There are a few bad reviews of this book due to an apparently broken Kindle version and a couple of people who are too short-sighted to understand its usefulness, but this has been the bedrock of effective kanji self-study for decades. It teaches kanji using a mnemonic method designed to let you ease into it and gradually start coming up with your own mnemonics to remember each one. Many students will feel this is incomplete due to the fact that the book does not teach pronunciations or vocabulary. Its method teaches how to write (and remember how to write) each character in addition to remembering its primary English keyword.
Why is this good instead of bad? Because brute-forcing kanji pronunciations is a rigged game that virtually all students lose in the long run. This is where sentence cards and SRS come in, which allow you to learn kanji pronunciations and vocabulary organically, while also giving you the opportunity to get lots and lots of reading practice. Combine this with RTK, and you’ve suddenly got a lot more context at your disposal. Your learning will necessarily be less regimented and more spotty, but you’ve got a higher likelihood of actually internalizing the information in a form you can use.
I’ve tested this on both myself and several other friends, and all of us have come to the same conclusion: we didn’t like RTK at first, because it seems a little goofy, but the benefits make themselves apparent quickly when compared to traditional study methods.
This website exists to accompany RTK. It’s also an SRS-based platform and is entirely free. It lets you simply enter the RTK number of kanji you’ve learned so far and will then provide you flashcards to practice with. Cards come up with the English keyword and ask you to remember and write the associated character. It has some customization options for creating your own “stories” (mnemonics) in addition to the ones the book provides, as eventually the book stops giving them to you and asks you to create your own, but you can safely ignore the extra tools and just use the cards if you’d rather (this is what I do, as I have no trouble remembering my own mnemonics). Also has a very active forum with helpful people discussing a variety of learning topics, often with links to resources. That alone is well worth making use of.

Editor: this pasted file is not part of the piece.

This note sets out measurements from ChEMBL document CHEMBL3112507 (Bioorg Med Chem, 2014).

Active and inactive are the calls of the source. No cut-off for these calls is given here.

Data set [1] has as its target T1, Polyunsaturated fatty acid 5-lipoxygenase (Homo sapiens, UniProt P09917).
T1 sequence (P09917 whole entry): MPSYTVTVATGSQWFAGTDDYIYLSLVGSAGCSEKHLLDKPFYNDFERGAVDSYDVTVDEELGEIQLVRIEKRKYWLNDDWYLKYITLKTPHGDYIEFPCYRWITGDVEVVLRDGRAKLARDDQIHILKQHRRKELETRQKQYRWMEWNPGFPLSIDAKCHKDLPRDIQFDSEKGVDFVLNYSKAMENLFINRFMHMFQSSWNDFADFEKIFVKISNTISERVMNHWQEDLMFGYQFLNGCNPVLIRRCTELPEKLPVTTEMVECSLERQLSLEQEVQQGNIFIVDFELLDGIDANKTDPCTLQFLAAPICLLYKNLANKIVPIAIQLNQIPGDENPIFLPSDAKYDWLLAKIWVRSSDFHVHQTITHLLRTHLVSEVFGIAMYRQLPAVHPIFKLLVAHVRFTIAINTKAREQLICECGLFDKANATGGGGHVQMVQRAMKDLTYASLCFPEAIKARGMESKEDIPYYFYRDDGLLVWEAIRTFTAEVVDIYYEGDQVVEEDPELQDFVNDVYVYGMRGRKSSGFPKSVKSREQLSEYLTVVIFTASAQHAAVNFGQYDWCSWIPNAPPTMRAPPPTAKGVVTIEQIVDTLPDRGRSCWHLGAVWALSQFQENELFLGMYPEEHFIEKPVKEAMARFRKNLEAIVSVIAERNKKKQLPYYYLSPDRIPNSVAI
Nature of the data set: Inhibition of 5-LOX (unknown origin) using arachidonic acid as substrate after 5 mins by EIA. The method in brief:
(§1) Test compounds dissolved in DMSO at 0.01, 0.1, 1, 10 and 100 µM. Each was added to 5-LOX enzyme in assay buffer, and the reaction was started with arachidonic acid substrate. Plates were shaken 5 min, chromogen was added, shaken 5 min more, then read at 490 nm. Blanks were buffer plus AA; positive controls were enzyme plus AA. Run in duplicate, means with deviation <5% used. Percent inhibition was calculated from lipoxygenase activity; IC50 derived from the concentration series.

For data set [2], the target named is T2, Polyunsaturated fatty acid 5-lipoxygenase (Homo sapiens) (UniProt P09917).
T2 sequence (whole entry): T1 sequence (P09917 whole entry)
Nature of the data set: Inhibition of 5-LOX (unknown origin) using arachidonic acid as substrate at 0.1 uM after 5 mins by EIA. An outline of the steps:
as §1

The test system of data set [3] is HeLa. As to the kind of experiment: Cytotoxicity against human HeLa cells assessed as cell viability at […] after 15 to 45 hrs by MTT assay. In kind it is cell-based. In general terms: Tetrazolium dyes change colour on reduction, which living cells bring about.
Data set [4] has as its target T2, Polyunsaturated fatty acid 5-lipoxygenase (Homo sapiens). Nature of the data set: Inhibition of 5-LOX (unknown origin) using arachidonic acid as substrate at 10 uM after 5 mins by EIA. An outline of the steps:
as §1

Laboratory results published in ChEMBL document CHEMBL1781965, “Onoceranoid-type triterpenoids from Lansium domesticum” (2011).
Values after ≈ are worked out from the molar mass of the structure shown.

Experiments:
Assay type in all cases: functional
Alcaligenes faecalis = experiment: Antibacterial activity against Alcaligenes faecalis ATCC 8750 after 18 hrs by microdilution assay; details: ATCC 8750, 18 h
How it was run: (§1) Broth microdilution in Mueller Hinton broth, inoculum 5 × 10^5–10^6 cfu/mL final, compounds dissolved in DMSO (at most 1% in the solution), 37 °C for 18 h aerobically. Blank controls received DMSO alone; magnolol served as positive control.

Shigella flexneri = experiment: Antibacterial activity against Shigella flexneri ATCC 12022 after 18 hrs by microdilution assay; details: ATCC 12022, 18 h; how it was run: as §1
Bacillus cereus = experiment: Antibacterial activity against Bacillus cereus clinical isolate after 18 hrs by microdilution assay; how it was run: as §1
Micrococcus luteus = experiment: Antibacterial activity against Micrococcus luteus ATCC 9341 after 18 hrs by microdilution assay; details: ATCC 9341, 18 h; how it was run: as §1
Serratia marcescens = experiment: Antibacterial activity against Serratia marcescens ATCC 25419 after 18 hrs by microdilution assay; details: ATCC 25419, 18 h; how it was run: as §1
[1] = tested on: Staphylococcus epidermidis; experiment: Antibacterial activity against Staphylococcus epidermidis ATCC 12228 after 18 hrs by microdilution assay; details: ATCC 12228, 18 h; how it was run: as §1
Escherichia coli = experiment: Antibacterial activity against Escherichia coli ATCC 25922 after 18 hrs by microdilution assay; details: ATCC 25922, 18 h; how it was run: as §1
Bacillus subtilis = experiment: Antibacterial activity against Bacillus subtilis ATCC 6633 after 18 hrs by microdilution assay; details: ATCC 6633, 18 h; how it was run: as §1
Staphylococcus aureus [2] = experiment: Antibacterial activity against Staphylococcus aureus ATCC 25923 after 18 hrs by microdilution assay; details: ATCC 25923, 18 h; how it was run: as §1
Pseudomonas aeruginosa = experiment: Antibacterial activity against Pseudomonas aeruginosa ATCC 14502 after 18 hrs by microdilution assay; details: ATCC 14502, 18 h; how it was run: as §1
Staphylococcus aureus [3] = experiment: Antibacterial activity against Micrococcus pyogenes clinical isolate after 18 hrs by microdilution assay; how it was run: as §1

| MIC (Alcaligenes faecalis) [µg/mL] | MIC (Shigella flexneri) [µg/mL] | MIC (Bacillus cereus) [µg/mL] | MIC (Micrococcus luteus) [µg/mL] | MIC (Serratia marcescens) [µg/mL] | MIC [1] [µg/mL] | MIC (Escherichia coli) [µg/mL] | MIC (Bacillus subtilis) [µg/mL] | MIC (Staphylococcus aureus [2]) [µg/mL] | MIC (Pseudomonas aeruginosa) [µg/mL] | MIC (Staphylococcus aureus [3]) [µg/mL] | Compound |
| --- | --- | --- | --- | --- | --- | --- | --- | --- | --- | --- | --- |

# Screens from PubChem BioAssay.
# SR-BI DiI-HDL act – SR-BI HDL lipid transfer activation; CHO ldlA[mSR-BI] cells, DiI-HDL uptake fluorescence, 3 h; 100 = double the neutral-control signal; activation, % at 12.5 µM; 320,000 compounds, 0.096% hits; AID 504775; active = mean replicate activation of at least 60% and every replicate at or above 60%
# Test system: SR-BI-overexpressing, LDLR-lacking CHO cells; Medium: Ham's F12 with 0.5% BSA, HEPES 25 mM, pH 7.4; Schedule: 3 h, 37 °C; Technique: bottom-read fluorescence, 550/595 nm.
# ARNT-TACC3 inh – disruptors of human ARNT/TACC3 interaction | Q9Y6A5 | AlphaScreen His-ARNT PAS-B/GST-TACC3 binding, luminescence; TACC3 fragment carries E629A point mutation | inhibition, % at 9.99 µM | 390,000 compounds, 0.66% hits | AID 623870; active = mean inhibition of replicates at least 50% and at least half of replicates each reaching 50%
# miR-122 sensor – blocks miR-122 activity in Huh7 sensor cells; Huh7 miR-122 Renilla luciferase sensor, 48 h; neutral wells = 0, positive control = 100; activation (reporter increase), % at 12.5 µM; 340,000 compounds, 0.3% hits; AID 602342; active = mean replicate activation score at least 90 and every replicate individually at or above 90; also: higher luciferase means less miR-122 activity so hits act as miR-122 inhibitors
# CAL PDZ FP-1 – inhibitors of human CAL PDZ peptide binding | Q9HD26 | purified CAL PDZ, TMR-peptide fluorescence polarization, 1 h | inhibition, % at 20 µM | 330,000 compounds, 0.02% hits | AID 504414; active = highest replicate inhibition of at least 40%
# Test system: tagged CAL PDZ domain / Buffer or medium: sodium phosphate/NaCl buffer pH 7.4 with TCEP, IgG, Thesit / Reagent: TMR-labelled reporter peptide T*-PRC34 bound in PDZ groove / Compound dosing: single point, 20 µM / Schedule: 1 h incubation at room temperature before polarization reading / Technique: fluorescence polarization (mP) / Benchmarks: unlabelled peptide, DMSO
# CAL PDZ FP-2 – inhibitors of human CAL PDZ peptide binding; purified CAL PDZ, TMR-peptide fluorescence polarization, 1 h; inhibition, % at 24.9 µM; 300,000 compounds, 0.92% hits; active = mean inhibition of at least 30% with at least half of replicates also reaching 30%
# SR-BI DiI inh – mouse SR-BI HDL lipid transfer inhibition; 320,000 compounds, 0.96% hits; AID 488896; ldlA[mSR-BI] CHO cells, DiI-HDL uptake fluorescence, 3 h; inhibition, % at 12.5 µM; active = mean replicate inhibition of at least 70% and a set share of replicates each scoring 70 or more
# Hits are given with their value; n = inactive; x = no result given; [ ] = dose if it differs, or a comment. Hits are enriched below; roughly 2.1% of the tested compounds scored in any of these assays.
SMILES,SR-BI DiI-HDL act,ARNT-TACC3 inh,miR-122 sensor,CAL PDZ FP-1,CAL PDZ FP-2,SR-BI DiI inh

Heisig popularized this methodology, but he’s far from the only one to use it. You may find something like WaniKani to be more modern and pleasing, though I haven’t used it to any real degree myself. But I know people who like it a lot, and I believe JPN2’s own ロッコさん is currently a user. It seems like a really slickly produced platform and comes from a respected source (Tofugu), so it may well be worthwhile for you.
This was mentioned in class, but it bears mentioning here again too. Rikaichan is an incredibly useful Firefox plug-in that lets users get dictionary entries for Japanese words by simply mousing over them. It’s obscenely useful for anyone that isn’t an advanced Japanese reader.
Rikaikun is a version developed for Chrome. If you avoid Chrome, like me, due to issues with Google’s privacy policies, note also that it can be installed on Opera as well (the newer versions of which were developed using Chromium as a base).
I’d be remiss if I didn’t mention the site I use more than any other. This is, in my opinion, the best and most useful JE dictionary out there. Fantastic when you’re using a laptop or home workstation. It sports a speedy, multifaceted interface, it’s powerful, loaded with features, has solid kanji information and diagrams, and won’t cost you a dime. Grabs example sentences from Tatoeba for easy flashcard creation, if you go that route. It even has an attached community forum for asking questions, discussing specific terms, etc. Jisho.org is a slam dunk all around.
終わりに – In Closing
Ultimately, this is just a small handful of things I have some experience with or knowledge of, and the Internet is bursting at the seams with learning material as 日本語 becomes an increasingly popular target language. I could list 20 other web-based learning platforms alone, including some currently in beta. Don’t be afraid to get out there and look around. Experimentation can be fun (if sometimes a tad costly), and may help you find what works best for you when other people’s suggestions don’t live up to their assumed potential.
Also don’t be afraid of blowing some spare cash on fun stuff like imported music, manga, games, children’s dictionaries, light novels, or anything else that catches your eye on Ebay or Amazon.co.jp. Having some fun will keep your motivation up, give you something entertaining to play with as you learn, and can help reinforce Japanese cultural values that you’ll need to know if you plan on living or working in 日本. There’s no shortage of this stuff, and Japan routinely publishes beautiful, detailed, indulgent volumes about various hobbyist topics.
Consistency is everything. Exposure is king. Set your phone to Japanese, set your operating system to Japanese, set your game consoles to Japanese! You’ll stumble, but you’ll learn—or at least I certainly have—and hopefully have some fun in the process!
I hope a few of these things were new or useful to at least a few of you. I’d wish us all luck, but hey, we don’t need it, do we? やる気がありますよ！